The Seattle Sounders drafted Jimmy Ockford for his defensive skills with their second pick of the 2014 MLS SuperDraft. What the team may not have known, or did and that was another specific reason for targeting him, is Ockford is a regular renaissance man -- the rare breed of capable sports player and rapper.
Ockford is one-half of the duo known as Absolute Pursuit. My first reaction to hearing that someone pursuing a sports career and also trying out the rap game is to run, hide and cry underneath my bed until the world ends. But the difference between Ockford and the rest of his sport-rapper contemporaries is that Ockford isn't just trying this out because he has a few millions dollars to burn in the studio. Ockford didn't choose the rap game -- the rap game chose him.
Normally, a post on a little sentence in a MLS bio doesn't necessarily warrant a post. But Ockford appears somewhat serious about his rap career. Just read the answers to the hard hitting questions our own Jeremiah Oshan asked him.
on unknown question I'm assuming involves rap:
It's been a while, but we'll see what happens with that. I may be a little rusty.
on staging a training camp rap battle:
If I have to, why not?
I hear he's a good rapper, so I'm sure that's something in preseason we're going to hear in Tucson at some point. We'll see how good he is. We might have to bring (Steve) Zakuani back just for a day so they can rap against each other.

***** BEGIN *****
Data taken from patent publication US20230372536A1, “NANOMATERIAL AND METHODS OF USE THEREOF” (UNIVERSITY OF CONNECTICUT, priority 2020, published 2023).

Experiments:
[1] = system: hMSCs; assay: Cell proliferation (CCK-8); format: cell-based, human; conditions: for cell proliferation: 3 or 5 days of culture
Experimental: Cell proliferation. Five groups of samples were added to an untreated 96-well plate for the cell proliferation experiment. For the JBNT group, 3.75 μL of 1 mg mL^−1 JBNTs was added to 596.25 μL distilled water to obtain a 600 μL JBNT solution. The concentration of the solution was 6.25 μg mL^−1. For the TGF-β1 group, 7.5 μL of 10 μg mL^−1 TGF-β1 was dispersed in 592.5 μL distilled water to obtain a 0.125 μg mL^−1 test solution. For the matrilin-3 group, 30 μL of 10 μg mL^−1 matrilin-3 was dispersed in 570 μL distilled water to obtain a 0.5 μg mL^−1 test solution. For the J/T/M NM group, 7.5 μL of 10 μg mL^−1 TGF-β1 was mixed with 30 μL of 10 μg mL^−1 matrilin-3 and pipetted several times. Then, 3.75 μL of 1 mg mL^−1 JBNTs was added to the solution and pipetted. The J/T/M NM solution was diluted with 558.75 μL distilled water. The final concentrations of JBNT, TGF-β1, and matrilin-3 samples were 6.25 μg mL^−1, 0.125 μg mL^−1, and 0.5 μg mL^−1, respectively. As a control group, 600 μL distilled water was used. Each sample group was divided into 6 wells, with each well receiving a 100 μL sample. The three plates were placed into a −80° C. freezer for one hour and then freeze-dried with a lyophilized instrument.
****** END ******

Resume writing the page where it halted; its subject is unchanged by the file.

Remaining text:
Absolute Pursuit's Soundcloud page has an impressive 10 tracks. Lyrically, they are a bit juvenile and the flow often is a bit disjointed. But overall, minus the pretty average beats, Absolute Pursuit isn't that bad. Out of all of them, I think the goofy track named Party At School might be my favorite, pretty much because of the terrible ending.
But where does Absolute Pursuit stand amongst the rest of the crowded list of sport rappers? There is a big list of big personalities, so lets have a rap battle between them and the rest.
*as a slight warning, as we are dealing with rap songs it goes without saying that use your headphones when listening to these songs if you are at work.
Chris Webber aka C Webb
First up we have noted timeout enthusiast Chris Webber, whose rap alias was easy enough to translate to a late 90s style. "Gangsta, Gangsta" was the main single off his album 2 Much Drama, and was actually quite successful -- hitting #10 on the Hot Rap Singles Chart in 1999. A large part of this was because it featured Kurupt, who actually lends a shred of credibility to the track. Overall, it is tough to gauge C Webb's lyrical skills because he swears so often that Tipper Gore went on a rampage and practically negated any of his lyrics. Judging from the video, C Webb did his homework and watched a ton of MTV, because the video has all the necessary components for a successful gangsta-rap music video. I do have to give props to C Webb's album being released on the greatest label name ever for a rap album -- Humility Records. It can't get any more perfect.
Back in the year 2000, Sony Entertainment had grand dreams. They were going to release an album called Visions and capitalize on Kobe Bryant's youth and fame as a basketball player. Unfortunately for Sony, they never actually listened to Kobe rap. He performed the song "K.O.B.E." at the NBA All-Star Weekend and not to much surprise on anyone hearing it, it wasn't well received. There are plenty of things to be critical of in the song, but lets just focus on the fact that he enlisted Tyra Banks as his female accompaniment on the album. Kobe didn't actually go with someone of actual skill, he went with Tyra Banks. Needless to say, the album never surfaced and the world was spared.